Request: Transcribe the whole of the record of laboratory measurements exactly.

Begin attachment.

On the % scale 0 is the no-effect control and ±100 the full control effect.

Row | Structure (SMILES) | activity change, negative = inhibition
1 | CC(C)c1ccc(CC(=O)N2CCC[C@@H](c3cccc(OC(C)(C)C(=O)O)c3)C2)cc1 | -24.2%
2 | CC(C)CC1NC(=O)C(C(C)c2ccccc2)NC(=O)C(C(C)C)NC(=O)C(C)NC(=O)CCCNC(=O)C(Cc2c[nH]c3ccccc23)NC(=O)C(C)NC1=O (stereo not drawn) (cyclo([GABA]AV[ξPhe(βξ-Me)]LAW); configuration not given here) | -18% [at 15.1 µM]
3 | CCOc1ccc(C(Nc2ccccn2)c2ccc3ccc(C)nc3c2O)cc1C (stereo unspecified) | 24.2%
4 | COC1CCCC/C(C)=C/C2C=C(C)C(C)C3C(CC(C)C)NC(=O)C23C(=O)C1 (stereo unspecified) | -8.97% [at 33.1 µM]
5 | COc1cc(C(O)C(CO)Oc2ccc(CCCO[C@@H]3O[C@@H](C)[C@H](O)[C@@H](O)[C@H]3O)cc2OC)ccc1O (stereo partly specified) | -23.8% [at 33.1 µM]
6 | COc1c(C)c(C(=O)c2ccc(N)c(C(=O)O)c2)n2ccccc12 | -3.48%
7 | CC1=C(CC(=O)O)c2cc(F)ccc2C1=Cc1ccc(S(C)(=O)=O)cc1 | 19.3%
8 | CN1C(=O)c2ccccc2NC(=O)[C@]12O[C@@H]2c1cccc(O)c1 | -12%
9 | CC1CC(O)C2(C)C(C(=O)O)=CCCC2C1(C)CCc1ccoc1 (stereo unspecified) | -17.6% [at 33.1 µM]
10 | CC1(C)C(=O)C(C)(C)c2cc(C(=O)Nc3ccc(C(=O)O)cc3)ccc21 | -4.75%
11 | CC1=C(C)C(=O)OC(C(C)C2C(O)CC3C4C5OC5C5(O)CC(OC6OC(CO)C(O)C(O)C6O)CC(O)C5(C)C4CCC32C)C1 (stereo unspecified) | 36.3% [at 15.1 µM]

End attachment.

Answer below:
On the % scale 0 is the no-effect control and ±100 the full control effect.

Row | Structure (SMILES) | activity change, negative = inhibition
1 | CC(C)c1ccc(CC(=O)N2CCC[C@@H](c3cccc(OC(C)(C)C(=O)O)c3)C2)cc1 | -24.2%
2 | CC(C)CC1NC(=O)C(C(C)c2ccccc2)NC(=O)C(C(C)C)NC(=O)C(C)NC(=O)CCCNC(=O)C(Cc2c[nH]c3ccccc23)NC(=O)C(C)NC1=O (stereo not drawn) (cyclo([GABA]AV[ξPhe(βξ-Me)]LAW); configuration not given here) | -18% [at 15.1 µM]
3 | CCOc1ccc(C(Nc2ccccn2)c2ccc3ccc(C)nc3c2O)cc1C (stereo unspecified) | 24.2%
4 | COC1CCCC/C(C)=C/C2C=C(C)C(C)C3C(CC(C)C)NC(=O)C23C(=O)C1 (stereo unspecified) | -8.97% [at 33.1 µM]
5 | COc1cc(C(O)C(CO)Oc2ccc(CCCO[C@@H]3O[C@@H](C)[C@H](O)[C@@H](O)[C@H]3O)cc2OC)ccc1O (stereo partly specified) | -23.8% [at 33.1 µM]
6 | COc1c(C)c(C(=O)c2ccc(N)c(C(=O)O)c2)n2ccccc12 | -3.48%
7 | CC1=C(CC(=O)O)c2cc(F)ccc2C1=Cc1ccc(S(C)(=O)=O)cc1 | 19.3%
8 | CN1C(=O)c2ccccc2NC(=O)[C@]12O[C@@H]2c1cccc(O)c1 | -12%
9 | CC1CC(O)C2(C)C(C(=O)O)=CCCC2C1(C)CCc1ccoc1 (stereo unspecified) | -17.6% [at 33.1 µM]
10 | CC1(C)C(=O)C(C)(C)c2cc(C(=O)Nc3ccc(C(=O)O)cc3)ccc21 | -4.75%
11 | CC1=C(C)C(=O)OC(C(C)C2C(O)CC3C4C5OC5C5(O)CC(OC6OC(CO)C(O)C(O)C6O)CC(O)C5(C)C4CCC32C)C1 (stereo unspecified) | 36.3% [at 15.1 µM]